A: I do think some films don’t get a fair shake. A lot of the established festivals, while they are amazing events and great opportunities for filmmakers, seem extremely selective anymore in order to ensure audiences show up, in order to sell tickets / passes. While some unknown filmmaker – with an amazing first feature – may be on the fence, pitted against a name filmmaker with a so-so flick, an established festival may go the route of the latter for the fact that they know more people will attend the established filmmaker’s screening, even if that film isn’t as good. But, then again, “good” is subjective. We have to remember that movies, like anything else, are a business, and that’s especially true on the festival end of the industry.

MT: What motivates you and your team to do this festival?

A: I think the thing that motivates us more than anything is our love of movies. It’s really that simple. Growing up I always got excited when I saw a new film that spoke to me, and I couldn’t wait to run and tell my friends about it, set them down and watch it with them, watch their reactions. This festival is almost an extension of that same excitement. But now, as an adult, I have a larger venue in which to share that excitement with more people than just my friends. It’s finding a way to connect a lot of people with movies that mean something.

MT: How has your FilmFreeway submission process been?

A: I cannot say enough great things about FilmFreeway. Their service is absolutely integral to our submission process. It’s organizationally comprehensive, yet simple enough for your entire team to use. Their online marketing options are worth the time, and they’re fairly priced. We’ve already received half of our total submissions from last year by this year’s early bird deadline.

MT: Where do you see the festival by 2020?

A: Well, 2020 will be our fifth year. By then I would love for us to be an Academy-Award qualifying event for short films. That seems quite doable at this juncture, by the way we’re steadily growing. It’s not out of reach. And, by our fifth year, I hope that we can establish ourselves as a premiere event in Pennsylvania. There’s a lot of love for the process of filmmaking here, and a great reception for quality cinema from the people in the area.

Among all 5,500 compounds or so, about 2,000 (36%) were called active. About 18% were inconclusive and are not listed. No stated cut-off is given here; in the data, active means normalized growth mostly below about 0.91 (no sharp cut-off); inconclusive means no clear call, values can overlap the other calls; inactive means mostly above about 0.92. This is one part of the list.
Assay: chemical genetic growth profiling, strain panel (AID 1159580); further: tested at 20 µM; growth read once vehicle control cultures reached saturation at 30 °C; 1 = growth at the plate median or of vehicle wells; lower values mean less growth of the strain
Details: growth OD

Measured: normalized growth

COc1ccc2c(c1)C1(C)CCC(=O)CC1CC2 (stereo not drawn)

MT: What film have you seen the most times in your life?

A: Wow. That’s a tough question. I’m not exactly sure which film I’ve seen the most, but I will say that I can probably recite every line from both Peter Jackson’s ‘The Fellowship of the Ring’ and Kevin Smith’s ‘Clerks II.’

MT: In one sentence, what makes a great film?

A: How about one word? “Connection.” Everyone has a favorite film. If you connect to it, it’s “great” to you.

MT: How is the film scene in your city?

A: Oil City, Pennsylvania isn’t the hub of film in the area, but we’re looking to make our mark with what we do at the Oil Valley Film Festival. It’s nice for film lovers here for the fact that we’re about halfway between Pittsburgh and Erie, and we’re looking to bridge that gap not only with the film festival, but by making our own films here – promoting the area for other productions is another thing we’re striving to do. We’re a Rust Belt city, but that doesn’t mean there isn’t a love and need for culture and art here. We’re adding to that need, helping it to grow.

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Interviewer Matthew Toffolo is currently the CEO of the WILDsound FEEDBACK Film & Writing Festival. The festival that showcases 20-50 screenplay and story readings performed by professional actors every month. And the FEEDBACK Monthly Festival held in downtown Toronto, and Los Angeles at least 2 times a month. Go to www.wildsound.ca for more information and to submit your work to the festival.